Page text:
Ive always wanted to learn another language and was thinking maybe chinese, but it does look difficult to learn (I only speak english) and I wouldnt know how to go about learning. And there being several chinese languages only confuses things more, which to learn?

I used to want to learn Japanese (went through a phase were I was in love with my perception of the culture) and Ive read it itsnt as hard as it seems to speak.

Maybe Ill try Spanish instead, looks easier and there are a lot of Spanish speakers in the world.


Yeah, go for Spanish, french, or any other Latin based language. Chinese is really confusing, as is Japanesse (as tey are very similar). And if you were to learn Chinese the most modern would be the best to learn, and I think that is Mandarin.
Then I whispered in her ear, fear me dear, for I am Death.


Why are you hiding?
Because the demons from my dreams are everywhere..

Are you arguing with a German guy about how to speak German?
#32
I had to learn a language that was made up from several different languages... it's called 'English'.

I'm actualy a bilingual illiterate, I can't read and write in several languages.
#33
My first language was Tamil but I can't speak it anymore. I could when I was little but I think learning English and using it so much at school kinda destroyed it. I can understand colloquial Tamil fairly well but it doesn't really help unless I'm with my relatives or with people from the same city because the type they speak on the news and stuff (forgot what it's called) is so different, I wouldn't be able to understand a single word of it even if they spoke slower.

I've been exposed to/learning Spanish since 2nd grade so I'd say I'm fairly good at it now. I learned French and Mandarin Chinese for 3 years (preschool to first grade) but I don't remember much of it now.

I can also speak Singlish, if that counts

I'd like to learn German but all the classes at my uni are full right now so I'll have to wait until next year or later.
cat
#34
Quote by Dirk Gently
Don't make me go all David Hume up in this mofo.

But I just linked to articles. They reference the teams who did the research. You're more than welcome to do the legwork on your own. But don't dismiss something as "bullshit" just because it seems counter to your intuition at first blush.

I dismiss it as bullshit because it is counter to the entire body of work that developmental psychologists have produced up to this point, not because of any intuition I may have. I'll check into the articles.

Edit: Shit, I forgot I'm not connected to my schools network at home so I don't have access to the journals article. I'll get you yet Nina Kraus

One obvious confoud I'm suspicious of is that the Children who are enrolled in music lessons may have more involved parents and/or come from a more educated home with a higher socioeconomic status than those who do not take music lessons or those who can't afford an instrument for their child.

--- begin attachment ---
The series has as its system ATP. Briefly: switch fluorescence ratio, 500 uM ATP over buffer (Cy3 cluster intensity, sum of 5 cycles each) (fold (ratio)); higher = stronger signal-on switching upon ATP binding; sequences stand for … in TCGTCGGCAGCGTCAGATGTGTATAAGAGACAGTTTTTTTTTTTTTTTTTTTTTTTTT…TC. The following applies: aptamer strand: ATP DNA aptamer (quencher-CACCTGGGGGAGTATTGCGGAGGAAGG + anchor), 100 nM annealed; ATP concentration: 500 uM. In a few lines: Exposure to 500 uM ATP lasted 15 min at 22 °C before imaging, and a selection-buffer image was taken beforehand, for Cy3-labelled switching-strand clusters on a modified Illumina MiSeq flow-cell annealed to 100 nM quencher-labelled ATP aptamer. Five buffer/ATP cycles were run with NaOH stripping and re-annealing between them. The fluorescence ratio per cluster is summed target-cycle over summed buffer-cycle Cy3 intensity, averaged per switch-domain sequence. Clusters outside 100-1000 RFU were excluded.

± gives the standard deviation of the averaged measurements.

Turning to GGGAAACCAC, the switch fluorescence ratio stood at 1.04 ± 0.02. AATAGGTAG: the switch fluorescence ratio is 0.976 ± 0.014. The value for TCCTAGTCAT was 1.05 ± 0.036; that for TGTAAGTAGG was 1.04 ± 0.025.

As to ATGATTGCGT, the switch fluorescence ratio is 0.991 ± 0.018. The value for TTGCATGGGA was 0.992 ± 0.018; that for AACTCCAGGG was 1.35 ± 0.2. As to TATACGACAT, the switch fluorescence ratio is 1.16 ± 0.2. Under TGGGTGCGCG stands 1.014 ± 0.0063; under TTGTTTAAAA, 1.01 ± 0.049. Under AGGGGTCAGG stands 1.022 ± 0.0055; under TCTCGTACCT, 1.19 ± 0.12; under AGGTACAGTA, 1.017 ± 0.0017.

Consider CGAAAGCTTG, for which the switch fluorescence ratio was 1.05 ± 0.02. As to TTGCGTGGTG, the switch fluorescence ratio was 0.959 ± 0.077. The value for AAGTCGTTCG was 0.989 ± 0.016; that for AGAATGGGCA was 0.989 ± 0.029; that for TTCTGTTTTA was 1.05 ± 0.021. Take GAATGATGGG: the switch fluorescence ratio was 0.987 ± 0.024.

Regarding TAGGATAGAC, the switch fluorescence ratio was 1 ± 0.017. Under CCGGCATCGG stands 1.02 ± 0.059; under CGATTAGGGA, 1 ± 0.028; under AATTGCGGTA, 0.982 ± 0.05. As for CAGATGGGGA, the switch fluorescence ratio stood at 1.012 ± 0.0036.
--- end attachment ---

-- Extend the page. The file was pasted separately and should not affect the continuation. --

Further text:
The article about identification of pitch-tones which alter meaning in language seems congruent with what I know, but aside from some East Asian languages I don't think that's very common in language.
Last edited by RU Experienced? at Sep 9, 2011,
#35
I took four years of high school Latin. I can understand most of it, and it's most practical use is understanding English vocabulary, as well as picking up odds and ends in other languages.
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#36
I had to learn C++ the other day.
Damn it took me some time but if you know your sintaxis then you are good...


But no really my first languge is Spanish, learnt English from school (elementary school, or middle one, whatever, I don't know the American term to it) up to high school, and learnt Portuguese for 1 year but already forgot about it
#37
Quote by DrakeTheOne
Bro, I use it as often as possible. Being a musician you can use it in more ways than just spreaking, try adding a verse in german to a song. if it is done right it will song epic.


Absolutely not, german is totally lame.
#38
Quote by DrakeTheOne
Bro, I use it as often as possible. Being a musician you can use it in more ways than just spreaking, try adding a verse in german to a song. if it is done right it will song epic.


Idk, usually phrases from another language thrown in a song sound cheesy and lame.
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#39
My mother language is Dutch,
and because I live in Belgium I needed to learn French and German and also English.
So I can speak 4 languages, not bad I think
#40
Quote by RU Experienced?
Why would you think that's true?

It makes sense to me that if you play music and become better at differentiating between slight differences in tones and what-not, you'd become better at hearing tones within language. It's just something I heard. Whether that's true, I don't know.